|New owner Jeff Foster, on the left, looks clean and ready to go in a picture taken today. ‘Old’ owner, Bob Hom (actually, his employer, the DECC, was the ‘old’ owner of the Sundew) put in a lot of work yesterday getting the ship ready to go, literally. With the dirty work done yesterday, he was cleaner today.|
|On July 29, 2003, the Sundew hosted their annual change of command ceremony. Beverly Havlik will move to Hawaii to take care of the buoys in the Pacific Ocean and Stephen C. Teschendorf will serve the first half of his new command leading the Sundew through her last years before he takes his crew to Marinette to pick up the Alder and bring her to Duluth. (Before she came to Duluth, she spent time in Marinette overseeing the completion of the Alder
Havlik came to Duluth and got ice-breaking experience. It took 3 years before we were able to get her some ice to play with, and we sure gave her enough this past year. Click here for a detailed report on that effort.
Teschendorf is an old hand breaking ice. He served on the Biscayne Bay and commanded the Bristol Bay, home-ported in the Upper Peninsula of Michigan, a pretty good place to learn about breaking ice.
|Spring, 2002 did not provide a big challenge to Sundew’s ice breaking capabilities.
The ice this year was not thick, at most close to 18 inches in the Superior channel and up to a foot in much of the St. Louis River. Last year, the Sundew had to back and ram many times to get up under the ice and break it apart. This year, only when she ventured into Howard’s Bay, by Fraser Shipyard, did the Sundew have to back and ram. There, after a good back-and-ram to set things up, she fishtailed her way down the bay, moving back and forth to break a path beside the row of boats preparing to depart their winter berths.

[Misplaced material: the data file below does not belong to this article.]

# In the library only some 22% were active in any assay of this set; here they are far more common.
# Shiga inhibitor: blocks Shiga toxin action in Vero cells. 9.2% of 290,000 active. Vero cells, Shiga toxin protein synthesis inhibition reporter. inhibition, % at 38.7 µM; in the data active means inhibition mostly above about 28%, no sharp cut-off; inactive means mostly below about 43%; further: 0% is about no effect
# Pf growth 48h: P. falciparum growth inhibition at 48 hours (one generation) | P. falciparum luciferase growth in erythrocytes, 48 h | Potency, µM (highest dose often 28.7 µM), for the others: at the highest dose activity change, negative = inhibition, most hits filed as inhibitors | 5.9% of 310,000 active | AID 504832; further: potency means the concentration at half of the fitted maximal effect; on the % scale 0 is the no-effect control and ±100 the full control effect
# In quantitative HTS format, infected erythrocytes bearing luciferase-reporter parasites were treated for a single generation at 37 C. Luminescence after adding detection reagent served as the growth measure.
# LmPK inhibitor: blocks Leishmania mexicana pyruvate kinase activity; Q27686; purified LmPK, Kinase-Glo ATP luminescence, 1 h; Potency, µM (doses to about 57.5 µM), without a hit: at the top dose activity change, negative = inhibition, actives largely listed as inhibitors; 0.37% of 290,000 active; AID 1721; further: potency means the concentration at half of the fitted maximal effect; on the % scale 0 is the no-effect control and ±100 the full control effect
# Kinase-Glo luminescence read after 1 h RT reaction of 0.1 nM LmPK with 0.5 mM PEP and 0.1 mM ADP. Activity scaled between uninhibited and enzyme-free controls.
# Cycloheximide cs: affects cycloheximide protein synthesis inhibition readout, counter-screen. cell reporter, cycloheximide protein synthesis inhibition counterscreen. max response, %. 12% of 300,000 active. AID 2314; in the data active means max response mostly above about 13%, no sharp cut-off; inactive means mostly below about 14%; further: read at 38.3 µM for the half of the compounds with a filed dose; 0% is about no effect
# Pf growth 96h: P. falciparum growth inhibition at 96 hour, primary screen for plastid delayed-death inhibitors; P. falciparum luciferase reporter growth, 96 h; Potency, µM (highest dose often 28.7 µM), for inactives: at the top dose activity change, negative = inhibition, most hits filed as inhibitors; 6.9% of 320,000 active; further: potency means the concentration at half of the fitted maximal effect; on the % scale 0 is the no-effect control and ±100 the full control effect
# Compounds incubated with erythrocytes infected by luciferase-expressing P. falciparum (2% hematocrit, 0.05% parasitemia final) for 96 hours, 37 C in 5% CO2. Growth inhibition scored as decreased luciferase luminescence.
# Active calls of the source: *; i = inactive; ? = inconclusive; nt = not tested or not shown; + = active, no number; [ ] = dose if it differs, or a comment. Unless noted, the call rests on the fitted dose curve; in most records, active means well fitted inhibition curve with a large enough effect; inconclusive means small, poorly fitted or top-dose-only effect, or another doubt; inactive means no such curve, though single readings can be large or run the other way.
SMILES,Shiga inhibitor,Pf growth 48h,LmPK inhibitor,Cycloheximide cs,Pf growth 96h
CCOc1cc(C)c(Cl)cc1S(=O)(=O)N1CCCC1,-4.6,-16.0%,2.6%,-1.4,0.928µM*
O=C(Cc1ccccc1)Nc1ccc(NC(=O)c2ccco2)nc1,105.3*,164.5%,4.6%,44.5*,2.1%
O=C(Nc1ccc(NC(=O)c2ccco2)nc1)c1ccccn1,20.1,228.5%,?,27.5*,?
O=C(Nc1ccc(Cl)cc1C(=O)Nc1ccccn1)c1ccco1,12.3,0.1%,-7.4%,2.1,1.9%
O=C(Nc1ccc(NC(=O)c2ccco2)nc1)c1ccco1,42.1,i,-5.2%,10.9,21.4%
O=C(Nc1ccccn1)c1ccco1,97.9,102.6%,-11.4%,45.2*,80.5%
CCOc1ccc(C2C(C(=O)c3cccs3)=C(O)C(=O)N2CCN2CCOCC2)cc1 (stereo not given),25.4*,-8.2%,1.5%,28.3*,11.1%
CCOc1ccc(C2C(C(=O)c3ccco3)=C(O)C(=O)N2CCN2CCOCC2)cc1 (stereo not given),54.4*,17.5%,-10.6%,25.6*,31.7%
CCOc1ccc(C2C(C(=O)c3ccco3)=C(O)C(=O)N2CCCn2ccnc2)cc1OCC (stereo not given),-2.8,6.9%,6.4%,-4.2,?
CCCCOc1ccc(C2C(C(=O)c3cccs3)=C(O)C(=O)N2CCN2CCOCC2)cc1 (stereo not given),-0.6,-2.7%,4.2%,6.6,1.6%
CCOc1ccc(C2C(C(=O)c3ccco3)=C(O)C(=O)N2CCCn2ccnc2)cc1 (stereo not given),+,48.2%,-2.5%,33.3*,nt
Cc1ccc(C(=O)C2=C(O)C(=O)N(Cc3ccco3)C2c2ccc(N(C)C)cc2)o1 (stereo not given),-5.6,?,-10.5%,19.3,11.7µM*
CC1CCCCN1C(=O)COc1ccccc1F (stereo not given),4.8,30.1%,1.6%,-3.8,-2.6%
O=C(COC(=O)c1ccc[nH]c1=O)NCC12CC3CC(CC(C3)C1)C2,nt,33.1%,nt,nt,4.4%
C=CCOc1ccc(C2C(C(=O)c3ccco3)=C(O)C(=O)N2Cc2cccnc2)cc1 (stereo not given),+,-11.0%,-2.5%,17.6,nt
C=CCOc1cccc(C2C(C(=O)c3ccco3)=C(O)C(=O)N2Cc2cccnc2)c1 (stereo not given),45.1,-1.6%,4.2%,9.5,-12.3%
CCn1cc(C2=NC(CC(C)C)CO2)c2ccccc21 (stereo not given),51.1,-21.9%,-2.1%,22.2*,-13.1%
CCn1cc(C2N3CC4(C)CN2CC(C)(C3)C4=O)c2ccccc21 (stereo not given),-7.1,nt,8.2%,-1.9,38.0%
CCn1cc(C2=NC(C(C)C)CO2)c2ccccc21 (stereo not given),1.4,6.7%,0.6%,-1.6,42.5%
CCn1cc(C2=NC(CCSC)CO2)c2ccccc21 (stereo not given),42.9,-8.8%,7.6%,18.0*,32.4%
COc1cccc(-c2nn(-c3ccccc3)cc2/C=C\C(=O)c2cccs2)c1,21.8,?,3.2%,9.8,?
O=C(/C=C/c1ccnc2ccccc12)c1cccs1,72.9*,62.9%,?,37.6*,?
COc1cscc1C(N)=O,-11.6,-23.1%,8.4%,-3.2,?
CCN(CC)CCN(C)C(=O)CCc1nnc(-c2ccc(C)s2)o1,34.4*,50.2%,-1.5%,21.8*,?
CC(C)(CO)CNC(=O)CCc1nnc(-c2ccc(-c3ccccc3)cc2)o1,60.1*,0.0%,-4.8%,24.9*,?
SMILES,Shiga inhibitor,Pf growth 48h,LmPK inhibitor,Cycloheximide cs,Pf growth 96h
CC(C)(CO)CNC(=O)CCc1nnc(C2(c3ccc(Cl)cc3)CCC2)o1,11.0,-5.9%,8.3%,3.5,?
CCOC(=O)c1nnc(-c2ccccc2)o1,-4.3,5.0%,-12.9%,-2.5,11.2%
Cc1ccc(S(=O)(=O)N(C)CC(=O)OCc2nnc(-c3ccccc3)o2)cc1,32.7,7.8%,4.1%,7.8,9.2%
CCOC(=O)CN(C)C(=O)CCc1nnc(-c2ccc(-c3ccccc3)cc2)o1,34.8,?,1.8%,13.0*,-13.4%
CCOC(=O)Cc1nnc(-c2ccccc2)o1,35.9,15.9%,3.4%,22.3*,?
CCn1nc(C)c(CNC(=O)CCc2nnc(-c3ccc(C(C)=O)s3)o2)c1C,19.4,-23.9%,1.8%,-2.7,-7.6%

|Above, on March 15, 2001, the Sundew broke away from her winter crust of ice and moved out into the harbor to start breaking up the ice for the new season. Note the bow shaped piece of ice, left behind as the Sundew eased out into the water.|
|Two days later, the Sundew was out again. An ice jam off the stern of the James R. Barker seemed likely to cause some trouble. She would need that cleared before she could depart her winter layup position at the Midwest Energy Resources dock.|
|We had to go as slow as the Sundew could go without stopping. We came within 5 feet of the dock trying to clear out the ice. The curve of the bow made the job particularly difficult since the business end of the Sundew, the bow at water (ice) level, could only get within 10 feet of the dock. We came back one more time that day to try some more, but were never able to totally get the job done.|
|Across the St. Louis River from Midwest Energy, the work at the DM&IR dock was much more traditional ice breaking. The ice from the channel into the dock gave up yards slowly. As this was going on, I was summoned to a Sundew lunch. I ate my lunch (shrimp scampi and crab, with a lovely cheesecake with cherry topping for dessert) while the Sundew was backing and ramming on the front door of the DM&IR. The food was great but I had to chase it across my plate. And I missed some good pictures. But, did I mention, the food was delicious.|
|While we were in the neighborhood, the Sundew went next door to the Hallet Dock and cleared a path for the Walter J. McCarthy, Jr. to leave her winter layup a couple days later.|
|Still on March 16th, they found the green buoy above had strayed about 280 yards from its intended position. The buoy’s job is to mark the edge of the ship channel, but it was now in the middle of the channel. The flow of ice around it had carried it, and its 9,000-pound concrete anchor, into the channel.|
|We (of course, I mean ‘they’) picked it up and put it on the buoy deck and lifted the anchor off the river bottom so that it also made the short trip, with the Sundew to its rightful place.|
|They carried it the 280 yards back to its rightful place where it was dropped back into its icy home.|
|On April 12, the Sundew was back in port after picking up a damaged weather buoy, number 45001. It is the one in the back in the picture above. It had ceased to work and was not transmitting weather data.
The new 45001 is on the Sundew deck in the picture below. It is probably not new, but it has more sophisticated technology inside it, thanks to the two men in the picture. They came up from the Stennis Space Center in Mississippi with the buoy (the buoy came by truck; they flew in.)